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Exclusive Q&A with BMW Sauber's Nick Heidfeld 10 Mar 2009

Nick Heidfeld (GER) BMW Sauber F1. Formula One Testing, Day Two, Bahrain International Circuit, Sakhir, Bahrain, Tuesday 17 February 2009. Nick Heidfeld (GER) BMW Sauber F1.09 Formula One Testing, 1-5 March 2009, Jerez, Spain. Nick Heidfeld (GER) BMW Sauber F1.09. Formula One Testing, Day Two, Barcelona, Spain, 10 March 2009. Nick Heidfeld (GER) BMW Sauber F1.09. Formula One Testing, Day Three, Bahrain International Circuit, Sakhir, Bahrain, Wednesday 18 February 2009. Nick Heidfeld (GER) BMW Sauber F1.09 Formula One Testing, 1-5 March 2009, Jerez, Spain.

At the start of every season there is a favourite. This year the name on many people’s lips is BMW Sauber. After a breakthrough victory in 2008 and what looks to be one of the most advanced KERS systems on the grid, the German-Swiss team appear destined for success in ‘09. And with KERS handing a potential advantage to lighter drivers, ‘flyweight’ Nick Heidfeld may have the edge over team mate Robert Kubica as he sets out to prove whether the F1.09 really is a winner…

Q: Nick, we're in Barcelona at the last multi-team test and everybody is gearing up for the start of the season. Where do you see F1.09 in the pecking order?
Nick Heidfeld:
It’s always difficult - and maybe not so clever - to specify where you are, because it’s impossible to know where you are! You know what you do yourself, and I think we’ve done a good job so far. We used the time very well and just had some minor problems with the reliability, which is not nice, especially this year because we have only three more test days and then testing is over for the rest of the season. Fact is that you never know what the other teams are doing and on what fuel load they are running. Sure we try to calculate to get an idea, and we hear some rumours, but you cannot be definitely sure until the first race.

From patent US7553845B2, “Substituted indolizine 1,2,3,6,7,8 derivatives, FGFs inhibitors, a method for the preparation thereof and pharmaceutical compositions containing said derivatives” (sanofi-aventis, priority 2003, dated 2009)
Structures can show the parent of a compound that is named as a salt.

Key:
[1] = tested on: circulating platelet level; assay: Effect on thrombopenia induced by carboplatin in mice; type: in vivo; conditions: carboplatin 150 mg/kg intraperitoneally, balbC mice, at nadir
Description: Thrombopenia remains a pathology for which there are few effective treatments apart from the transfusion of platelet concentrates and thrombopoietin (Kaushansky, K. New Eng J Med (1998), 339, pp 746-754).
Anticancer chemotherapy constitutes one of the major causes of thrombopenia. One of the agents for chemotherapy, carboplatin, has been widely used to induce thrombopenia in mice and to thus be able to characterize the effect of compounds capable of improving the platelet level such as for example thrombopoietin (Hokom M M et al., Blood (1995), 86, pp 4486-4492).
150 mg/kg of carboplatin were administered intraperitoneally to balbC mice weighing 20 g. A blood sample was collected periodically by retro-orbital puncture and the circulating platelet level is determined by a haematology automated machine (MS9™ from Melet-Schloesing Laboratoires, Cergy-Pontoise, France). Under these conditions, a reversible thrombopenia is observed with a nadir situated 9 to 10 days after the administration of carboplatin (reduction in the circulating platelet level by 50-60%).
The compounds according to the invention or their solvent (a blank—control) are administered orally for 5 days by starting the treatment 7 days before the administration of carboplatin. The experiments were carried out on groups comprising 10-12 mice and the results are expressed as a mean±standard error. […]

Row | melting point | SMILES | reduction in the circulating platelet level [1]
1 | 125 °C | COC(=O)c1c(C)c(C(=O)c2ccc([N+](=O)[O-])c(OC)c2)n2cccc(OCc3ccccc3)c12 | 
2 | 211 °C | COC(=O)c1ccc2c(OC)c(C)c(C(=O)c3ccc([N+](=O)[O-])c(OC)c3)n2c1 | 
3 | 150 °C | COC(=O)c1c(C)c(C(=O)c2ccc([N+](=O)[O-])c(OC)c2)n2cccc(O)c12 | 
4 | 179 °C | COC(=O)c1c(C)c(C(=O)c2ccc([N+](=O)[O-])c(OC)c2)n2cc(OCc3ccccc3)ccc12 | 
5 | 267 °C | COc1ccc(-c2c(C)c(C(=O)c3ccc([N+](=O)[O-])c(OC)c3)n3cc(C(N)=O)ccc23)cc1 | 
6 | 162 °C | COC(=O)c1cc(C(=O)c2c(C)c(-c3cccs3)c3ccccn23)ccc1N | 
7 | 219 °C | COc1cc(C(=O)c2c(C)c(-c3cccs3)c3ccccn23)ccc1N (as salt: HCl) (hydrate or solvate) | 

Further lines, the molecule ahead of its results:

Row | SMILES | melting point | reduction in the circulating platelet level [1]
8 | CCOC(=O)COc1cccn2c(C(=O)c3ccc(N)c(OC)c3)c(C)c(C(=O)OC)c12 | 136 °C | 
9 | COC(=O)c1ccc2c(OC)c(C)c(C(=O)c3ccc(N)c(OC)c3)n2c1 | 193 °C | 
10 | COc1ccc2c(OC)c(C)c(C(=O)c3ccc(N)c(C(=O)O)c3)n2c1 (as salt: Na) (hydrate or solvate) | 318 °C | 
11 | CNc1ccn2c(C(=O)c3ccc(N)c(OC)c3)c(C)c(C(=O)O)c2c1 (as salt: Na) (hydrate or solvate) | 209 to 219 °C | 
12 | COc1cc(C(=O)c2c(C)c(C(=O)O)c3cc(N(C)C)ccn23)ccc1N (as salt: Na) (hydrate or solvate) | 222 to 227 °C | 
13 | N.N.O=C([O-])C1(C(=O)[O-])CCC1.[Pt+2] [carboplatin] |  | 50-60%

Q: There is the opinion that BMW Sauber are holding back, that actually the car is much better than the already pretty impressive testing times suggest. Obviously you are keeping your cards close to your chest, but is that true?
NH:
Well, the time I did was quite good. But of course I cannot tell more. Last year in testing obviously we were not really happy most of the time. And then by race one, we did surprise a lot of people - including ourselves actually! We hadn’t guessed that we were able to go so quick. That’s all I can say.

Q: BMW Sauber is at the forefront of KERS technology. Are you happy with the state of development? Have all problems been addressed - safety wise and technically?
NH:
Safety wise I can say now that I am happier, but sure, we were not happy with the safety we had over the last couple of months. We had an incident with one mechanic and that was not so funny. But after that there was a lot of thought going into it and since then there were no further issues. Reliability seems quite good and we are testing it quite often, not all the time, but on and off to understand the benefits that we will hopefully have. So far we have not decided whether we will use it in Melbourne or not. It might even be that we use it at some tracks and not others. On fast tracks, with long straights, yes. On low-speed circuits like Monaco, no. But as I said, nothing’s been decided so far.

Q: You said that pushing the ‘boost button’ is good fun and that if another driver does it and you don’t then you feel a little like you’re at a standstill. That sounds like a real advantage for those who use it at the first race and a clear disadvantage for those who don’t. Will KERS split the field?
NH: